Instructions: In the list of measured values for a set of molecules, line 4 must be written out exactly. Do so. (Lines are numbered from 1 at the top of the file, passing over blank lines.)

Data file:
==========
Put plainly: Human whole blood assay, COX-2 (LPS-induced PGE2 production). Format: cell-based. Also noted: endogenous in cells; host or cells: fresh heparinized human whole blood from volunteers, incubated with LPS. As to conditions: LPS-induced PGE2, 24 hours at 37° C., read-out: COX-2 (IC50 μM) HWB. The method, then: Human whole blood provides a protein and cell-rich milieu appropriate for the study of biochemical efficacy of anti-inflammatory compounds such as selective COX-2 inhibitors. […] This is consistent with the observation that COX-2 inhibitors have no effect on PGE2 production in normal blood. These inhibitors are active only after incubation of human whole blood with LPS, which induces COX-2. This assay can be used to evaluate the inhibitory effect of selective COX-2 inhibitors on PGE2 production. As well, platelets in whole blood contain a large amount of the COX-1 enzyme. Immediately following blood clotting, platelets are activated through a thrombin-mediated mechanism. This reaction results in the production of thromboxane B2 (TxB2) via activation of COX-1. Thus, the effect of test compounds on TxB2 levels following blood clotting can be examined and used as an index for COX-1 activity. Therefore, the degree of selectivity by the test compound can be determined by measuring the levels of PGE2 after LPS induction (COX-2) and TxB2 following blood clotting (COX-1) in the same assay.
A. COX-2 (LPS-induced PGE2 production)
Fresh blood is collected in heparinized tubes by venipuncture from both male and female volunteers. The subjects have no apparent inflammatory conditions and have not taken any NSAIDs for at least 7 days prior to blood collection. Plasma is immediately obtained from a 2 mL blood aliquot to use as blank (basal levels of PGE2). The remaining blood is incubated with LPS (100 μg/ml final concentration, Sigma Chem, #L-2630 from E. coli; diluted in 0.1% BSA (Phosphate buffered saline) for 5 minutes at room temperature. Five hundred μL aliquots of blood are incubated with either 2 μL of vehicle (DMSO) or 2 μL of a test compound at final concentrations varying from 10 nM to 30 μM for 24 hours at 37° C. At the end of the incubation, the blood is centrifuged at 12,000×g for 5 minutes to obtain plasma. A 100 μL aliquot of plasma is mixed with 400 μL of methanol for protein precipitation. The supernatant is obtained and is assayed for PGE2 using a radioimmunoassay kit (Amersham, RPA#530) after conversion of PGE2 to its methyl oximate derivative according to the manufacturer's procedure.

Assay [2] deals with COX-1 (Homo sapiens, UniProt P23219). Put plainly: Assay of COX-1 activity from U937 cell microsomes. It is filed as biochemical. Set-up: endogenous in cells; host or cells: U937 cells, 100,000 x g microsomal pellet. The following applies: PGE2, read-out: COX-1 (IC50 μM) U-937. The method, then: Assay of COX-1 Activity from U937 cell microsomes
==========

Assay [2] deals with COX-1 (Homo sapiens, UniProt P23219). Put plainly: Assay of COX-1 activity from U937 cell microsomes. It is filed as biochemical. Set-up: endogenous in cells; host or cells: U937 cells, 100,000 x g microsomal pellet. The following applies: PGE2, read-out: COX-1 (IC50 μM) U-937. The method, then: Assay of COX-1 Activity from U937 cell microsomes